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Why outdated companies are falling behind the start-ups

Why outdated companies are falling behind the start-ups

Technology is changing our lives at an unprecedented pace. We’re shopping on our phones, watching Netflix on our tablets and posting selfies to Instagram.

From a business perspective, technology is forcing a new approach. The massive, grindingly slow corporates of old, the likes of Blackberry, Blockbusters, Nokia, Navteq and Kodak, are being superseded by two guys in a garage with a start-up leveraging new, innovative technologies. Welcome WhatsApp, Oculus Rift, Twitch, Netflix, Instagram, Waze and Xiaomi.

The adoption of technology by consumers is hugely faster than organisations, but what does this mean for the future of large organisations? How do technology brands need to adapt their business models to survive in this rapidly evolving environment?

Ultimately, organisations that are better adapted to a dynamic and complex environment are in a stronger position. These are Exponential Organisations instead of classic, linear ones. For these companies, speed, learning, unlearning and flexibility will become more important.

At a structural level, hierarchies will transform into networks and companies will become more open. Centralised top down systems will be replaced by decentralised solutions and systems, and ownership will be increasingly substituted by access.

We call these Exponential Organisations instead of Linear ones.

Not only will there be radical changes in strategy, organisational structure and systems and processes, but also in people, KPI’s and culture. While start-ups are able embrace these changes without any legacy, inertia or sunk costs, larger and older organisations tend to find themselves trapped in their previous successes and outdated business models.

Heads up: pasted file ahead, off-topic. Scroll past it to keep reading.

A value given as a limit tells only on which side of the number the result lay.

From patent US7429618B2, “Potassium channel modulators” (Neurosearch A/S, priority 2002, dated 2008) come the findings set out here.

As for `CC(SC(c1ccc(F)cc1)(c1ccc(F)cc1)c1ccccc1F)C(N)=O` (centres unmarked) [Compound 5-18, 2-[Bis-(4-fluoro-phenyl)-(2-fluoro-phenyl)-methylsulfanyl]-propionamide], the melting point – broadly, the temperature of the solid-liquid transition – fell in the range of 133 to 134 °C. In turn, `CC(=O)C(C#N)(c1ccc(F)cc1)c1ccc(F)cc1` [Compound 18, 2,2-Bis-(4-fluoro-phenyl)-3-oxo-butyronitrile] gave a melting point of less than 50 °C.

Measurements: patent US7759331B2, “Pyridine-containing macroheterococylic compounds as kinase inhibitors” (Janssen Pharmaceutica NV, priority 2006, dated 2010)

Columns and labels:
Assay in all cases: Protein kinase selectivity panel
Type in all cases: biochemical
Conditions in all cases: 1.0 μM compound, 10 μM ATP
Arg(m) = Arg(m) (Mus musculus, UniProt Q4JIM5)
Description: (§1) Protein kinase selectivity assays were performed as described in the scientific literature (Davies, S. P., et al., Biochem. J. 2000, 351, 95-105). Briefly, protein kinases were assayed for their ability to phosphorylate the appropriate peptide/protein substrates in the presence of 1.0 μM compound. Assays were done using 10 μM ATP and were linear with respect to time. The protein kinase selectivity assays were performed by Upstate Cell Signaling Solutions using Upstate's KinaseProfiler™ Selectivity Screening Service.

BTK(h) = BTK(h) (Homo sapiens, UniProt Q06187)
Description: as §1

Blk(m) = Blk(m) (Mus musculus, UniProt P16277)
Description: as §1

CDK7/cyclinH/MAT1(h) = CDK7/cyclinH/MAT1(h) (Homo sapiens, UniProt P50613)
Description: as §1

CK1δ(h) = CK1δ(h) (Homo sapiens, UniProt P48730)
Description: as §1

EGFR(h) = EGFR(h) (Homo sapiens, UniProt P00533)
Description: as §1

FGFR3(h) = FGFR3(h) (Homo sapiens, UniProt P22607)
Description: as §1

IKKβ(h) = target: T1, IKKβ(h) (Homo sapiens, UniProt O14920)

In practical terms, start-ups are changing business culture:

  • KPI’s and goals are fully open and transparent to all employees, which in turn is depolarising the company
  • Employees are able to self-select projects or even create new ones with less, or even no, top down approval
  • Self organising teams and decentralised authority for individual employees is the standard
  • The use of short feedback cycles and goals have a motivating impact for employees and teams
  • Social technologies are woven into all corners of the organization, using activity streams, file sharing, wikis, task management and even teleprescence robots
  • Curiosity is supported by embracing experimentation Employees and partners are proud to be a part of an organisation due to its higher purpose – how its products are creating a better world in ecological, health and/or social terms.

It is very hard for large organisations to re-organise themselves and compete in this new exponential era. Most fail, and only a handful will succeed.

For example, the likes of Google, GE, Haier and Coca Cola have been able to adapt. Haier from China had 80,000 employees in 2005 and it was too rigid killing innovation. At this point, the management team decided to create 2,000 individual start-ups in their own organisation, stripping out the middle management.

These 2,000 start-ups had decentralised authority and self organising teams with a customer focus. In the last three years the company went from $20 billion (£12.5bn) to $60 billion (£39bn) market cap due its radical new organisational model.

In conclusion, start-ups will continue to disrupt the older and larger organisations. The key reason is that older organisations kill corporate innovation themselves due to internal politics and the focus on shareholder value.

For example, why didn’t Blockbuster create its own Netflix a long time ago? Because it would have impacted its top- and bottom-line in a negative way at first, and ultimately disturbed its cash cow.

Shareholders would not have appreciated this, as they have a short-term view. It would have also killed the bonuses of the executive team and directors. Additionally, risk taking and failure is a career-limiting move in most large companies. So what happens is that real radical innovation or disruption is avoided, and only incremental innovation is allowed.

That is why the old guard is being replaced by the new.


Yuri van Geest is co-author of ‘Exponential Companies: Why new Organisations are ten times Better, Faster and Cheaper than yours’ and will be speaking at The Singularity Summit in Amsterdam on the 19th-20th November

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